The reader can quickly guess what objectives produce Jen Psaki’s happiness and that of her professional kin  – in the context of truth or mendacity.

It would be therapeutic to laugh at these official externations of democratic wisdom, so as not to cry and to prevent nausea. Were it not that, at the end of the trail beginning with this nonsense, we find the destroyed family of Gorlovka, the other thousands killed in Ukraine and the millions worldwide. For in the end, they too are victims of the Thought Unique.

At the close of the Gorlovka video, the producer points at the house destroyed of the destroyed family and says, “This is what’s happening every day in Ukraine. The Nazis, that the US backs, are murdering civilians here.” And he asks, “What are you going to do about it?”

My answer (and probably that of most readers and watchers) is, “I wish I knew, I wish I could.”

Or, perhaps, we must resign ourselves to repeat with Cassius, “Men at some time, are masters of their fates. The fault, dear Brutus, is not in the stars, but in ourselves, that we are underlings.”(6)

(1) Hamlet
(2) (3)  Troilus and Cressida
(4) All’s Well That Ends Well
(5) King Henry IV, part 2
(6) Julius Caesar

In the play (title quote). The ghost makes his case with Hamlet.

Full dialog of the Press Briefing

REPORTER: President Maduro last night went on the air and said that they had arrested multiple people who were allegedly behind a coup that was backed by the United States. What is your response?
JEN PSAKI: These latest accusations, like all previous such accusations, are ludicrous. As a matter of long-standing policy, the United States does not support political transitions by non-constitutional means. Political transitions must be democratic, constitutional, peaceful and legal. We’ve seen many times that the Venezuelan government tries to distract from its own actions by blaming the United States or other members of the international community for events inside Venezuela. These efforts reflect a lack of seriousness on the part of the Venezuelan government to deal with the grave situation it faces.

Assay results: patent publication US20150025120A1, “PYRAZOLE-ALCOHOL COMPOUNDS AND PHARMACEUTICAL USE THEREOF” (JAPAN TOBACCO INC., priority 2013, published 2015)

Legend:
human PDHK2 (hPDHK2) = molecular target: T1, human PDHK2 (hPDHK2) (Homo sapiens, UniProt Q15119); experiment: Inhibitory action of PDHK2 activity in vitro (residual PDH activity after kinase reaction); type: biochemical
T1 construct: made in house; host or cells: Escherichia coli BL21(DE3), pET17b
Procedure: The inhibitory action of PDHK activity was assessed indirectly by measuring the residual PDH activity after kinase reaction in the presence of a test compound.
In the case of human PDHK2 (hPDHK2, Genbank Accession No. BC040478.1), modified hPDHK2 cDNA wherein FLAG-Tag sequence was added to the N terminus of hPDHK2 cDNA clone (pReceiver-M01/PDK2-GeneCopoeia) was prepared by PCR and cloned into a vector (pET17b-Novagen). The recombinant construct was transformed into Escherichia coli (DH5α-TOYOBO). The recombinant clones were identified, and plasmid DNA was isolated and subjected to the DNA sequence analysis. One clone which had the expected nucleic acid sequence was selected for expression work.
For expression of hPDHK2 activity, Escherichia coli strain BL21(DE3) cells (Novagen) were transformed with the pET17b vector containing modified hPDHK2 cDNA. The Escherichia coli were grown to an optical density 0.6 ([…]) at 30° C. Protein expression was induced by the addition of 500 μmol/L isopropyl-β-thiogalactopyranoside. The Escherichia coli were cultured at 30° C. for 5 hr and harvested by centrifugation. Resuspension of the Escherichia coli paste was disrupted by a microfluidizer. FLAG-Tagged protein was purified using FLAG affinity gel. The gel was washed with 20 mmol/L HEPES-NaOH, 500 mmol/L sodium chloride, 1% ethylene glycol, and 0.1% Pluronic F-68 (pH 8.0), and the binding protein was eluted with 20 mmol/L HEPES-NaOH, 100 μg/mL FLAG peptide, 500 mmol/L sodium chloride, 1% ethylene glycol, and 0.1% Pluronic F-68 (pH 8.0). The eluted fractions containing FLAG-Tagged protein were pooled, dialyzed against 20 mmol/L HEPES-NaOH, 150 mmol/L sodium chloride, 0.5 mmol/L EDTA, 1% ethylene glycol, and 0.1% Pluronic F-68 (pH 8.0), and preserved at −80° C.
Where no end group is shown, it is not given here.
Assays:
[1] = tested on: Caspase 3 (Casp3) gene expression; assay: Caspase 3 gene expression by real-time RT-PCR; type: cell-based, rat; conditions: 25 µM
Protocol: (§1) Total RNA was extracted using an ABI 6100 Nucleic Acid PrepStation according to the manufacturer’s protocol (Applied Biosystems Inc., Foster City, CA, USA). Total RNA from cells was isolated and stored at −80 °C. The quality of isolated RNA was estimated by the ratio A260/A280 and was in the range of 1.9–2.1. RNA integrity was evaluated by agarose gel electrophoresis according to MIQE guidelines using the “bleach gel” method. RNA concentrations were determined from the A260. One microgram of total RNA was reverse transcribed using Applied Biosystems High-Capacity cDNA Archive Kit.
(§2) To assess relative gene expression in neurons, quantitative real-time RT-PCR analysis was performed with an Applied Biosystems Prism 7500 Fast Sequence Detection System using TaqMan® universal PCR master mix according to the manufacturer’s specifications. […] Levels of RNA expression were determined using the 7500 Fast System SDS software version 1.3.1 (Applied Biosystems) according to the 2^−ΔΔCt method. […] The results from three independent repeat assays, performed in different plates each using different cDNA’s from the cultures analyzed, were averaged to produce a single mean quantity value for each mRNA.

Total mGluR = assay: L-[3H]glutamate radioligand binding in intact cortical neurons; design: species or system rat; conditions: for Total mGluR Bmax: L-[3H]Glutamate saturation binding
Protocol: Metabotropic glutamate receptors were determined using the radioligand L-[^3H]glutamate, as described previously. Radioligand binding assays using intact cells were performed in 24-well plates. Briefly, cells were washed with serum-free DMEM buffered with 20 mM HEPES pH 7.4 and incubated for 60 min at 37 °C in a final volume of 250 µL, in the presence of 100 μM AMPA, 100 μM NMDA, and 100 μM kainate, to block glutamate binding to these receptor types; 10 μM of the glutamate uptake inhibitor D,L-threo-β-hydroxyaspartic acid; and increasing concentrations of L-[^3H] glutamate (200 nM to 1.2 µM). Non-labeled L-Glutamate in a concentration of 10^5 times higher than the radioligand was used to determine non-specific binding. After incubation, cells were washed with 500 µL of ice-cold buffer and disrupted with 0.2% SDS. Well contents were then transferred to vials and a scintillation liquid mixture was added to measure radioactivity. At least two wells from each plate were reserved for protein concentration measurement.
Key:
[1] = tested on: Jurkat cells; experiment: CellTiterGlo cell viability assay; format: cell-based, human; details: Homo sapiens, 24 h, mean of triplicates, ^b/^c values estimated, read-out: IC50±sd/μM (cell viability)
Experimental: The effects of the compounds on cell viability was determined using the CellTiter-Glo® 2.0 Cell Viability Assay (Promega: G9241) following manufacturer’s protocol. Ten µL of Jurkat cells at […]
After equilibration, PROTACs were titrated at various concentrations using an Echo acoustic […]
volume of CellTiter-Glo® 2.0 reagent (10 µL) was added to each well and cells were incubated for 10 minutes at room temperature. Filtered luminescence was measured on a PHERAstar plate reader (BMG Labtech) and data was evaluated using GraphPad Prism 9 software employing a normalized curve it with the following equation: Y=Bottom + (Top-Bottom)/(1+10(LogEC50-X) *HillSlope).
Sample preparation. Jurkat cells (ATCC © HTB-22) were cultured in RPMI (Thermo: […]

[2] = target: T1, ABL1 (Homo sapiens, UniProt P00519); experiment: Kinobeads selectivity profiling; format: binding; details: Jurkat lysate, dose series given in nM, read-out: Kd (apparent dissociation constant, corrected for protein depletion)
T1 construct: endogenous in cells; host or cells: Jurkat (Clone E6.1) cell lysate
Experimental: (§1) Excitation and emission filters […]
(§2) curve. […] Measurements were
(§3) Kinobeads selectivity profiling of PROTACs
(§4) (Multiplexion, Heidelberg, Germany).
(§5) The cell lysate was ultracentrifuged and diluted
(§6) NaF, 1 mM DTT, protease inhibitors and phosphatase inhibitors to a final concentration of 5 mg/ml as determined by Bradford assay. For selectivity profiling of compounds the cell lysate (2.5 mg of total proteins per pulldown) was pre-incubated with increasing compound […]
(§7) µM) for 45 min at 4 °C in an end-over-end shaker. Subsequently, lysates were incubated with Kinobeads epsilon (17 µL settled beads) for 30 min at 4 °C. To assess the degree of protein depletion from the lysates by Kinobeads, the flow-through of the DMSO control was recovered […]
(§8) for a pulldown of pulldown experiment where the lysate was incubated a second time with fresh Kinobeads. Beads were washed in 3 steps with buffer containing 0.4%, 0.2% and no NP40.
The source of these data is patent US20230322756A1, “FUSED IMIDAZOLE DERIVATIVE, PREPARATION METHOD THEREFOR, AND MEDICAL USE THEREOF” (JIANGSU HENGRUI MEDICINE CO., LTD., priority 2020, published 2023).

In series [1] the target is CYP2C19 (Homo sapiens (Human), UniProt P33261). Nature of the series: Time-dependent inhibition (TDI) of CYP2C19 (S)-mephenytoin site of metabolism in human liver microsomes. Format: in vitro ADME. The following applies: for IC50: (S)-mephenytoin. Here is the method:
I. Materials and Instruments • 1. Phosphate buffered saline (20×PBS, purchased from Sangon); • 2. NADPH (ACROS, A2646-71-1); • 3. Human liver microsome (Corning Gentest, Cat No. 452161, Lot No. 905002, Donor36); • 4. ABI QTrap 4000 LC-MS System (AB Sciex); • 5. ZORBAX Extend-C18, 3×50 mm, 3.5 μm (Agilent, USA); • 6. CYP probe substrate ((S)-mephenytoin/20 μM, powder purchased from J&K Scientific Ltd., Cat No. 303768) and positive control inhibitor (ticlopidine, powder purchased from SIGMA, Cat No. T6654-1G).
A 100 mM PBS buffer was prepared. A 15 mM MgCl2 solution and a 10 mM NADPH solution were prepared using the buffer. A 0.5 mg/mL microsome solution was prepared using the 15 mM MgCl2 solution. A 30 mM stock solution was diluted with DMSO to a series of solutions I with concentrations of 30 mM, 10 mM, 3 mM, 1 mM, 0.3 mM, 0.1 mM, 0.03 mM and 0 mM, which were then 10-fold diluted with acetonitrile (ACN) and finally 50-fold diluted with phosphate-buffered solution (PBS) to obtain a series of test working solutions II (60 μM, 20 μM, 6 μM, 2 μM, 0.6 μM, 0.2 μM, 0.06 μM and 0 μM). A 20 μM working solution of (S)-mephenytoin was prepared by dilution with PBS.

MATT LEE: Sorry. The U.S. has—whoa, whoa, whoa—the U.S. has a long-standing practice of not promoting—what did you say? How long-standing is that? I would—in particular in South and Latin America, that is not a long-standing practice.
JEN PSAKI: Well, my point here, Matt, without getting into history—
MATT LEE: Not in this case.
JEN PSAKI: —is that we do not support, we have no involvement with, and these are ludicrous accusations.
MATT LEE: In this specific case.
JEN PSAKI: Correct.
MATT LEE: But if you go back not that long ago, during your lifetime even—
JEN PSAKI: The last 21 years?
MATT LEE: Well done. Touché. But, I mean, look, does “long-standing” mean 10 years in this case? I mean, what is—
JEN PSAKI: Matt, my intention was to speak to the specific reports.
MATT LEE: I understand, but you said it’s a long-standing U.S. practice, and I’m not so sure how—depends on what your definition of “long-standing” is.
JEN PSAKI: We will—OK.
OTHER REPORTER: Recently in Kiev, whatever we say about Ukraine, whatever, the change of government in the beginning of last year was unconstitutional, and yet you supported it. The Constitution was not—
JEN PSAKI: That is also ludicrous.

This entry was posted in After Dinner Quotes, Best Shakespeare Quotes, Elegant Shakespearean Quotes, Fighting your Adversary, Historical Quotes, Philosophical, Psychological & Historical Considerations, Polite Insult, Presentation Ideas, Psychological Shakespeare, Shakespeare Invocations and tagged , , , , , . Bookmark the permalink.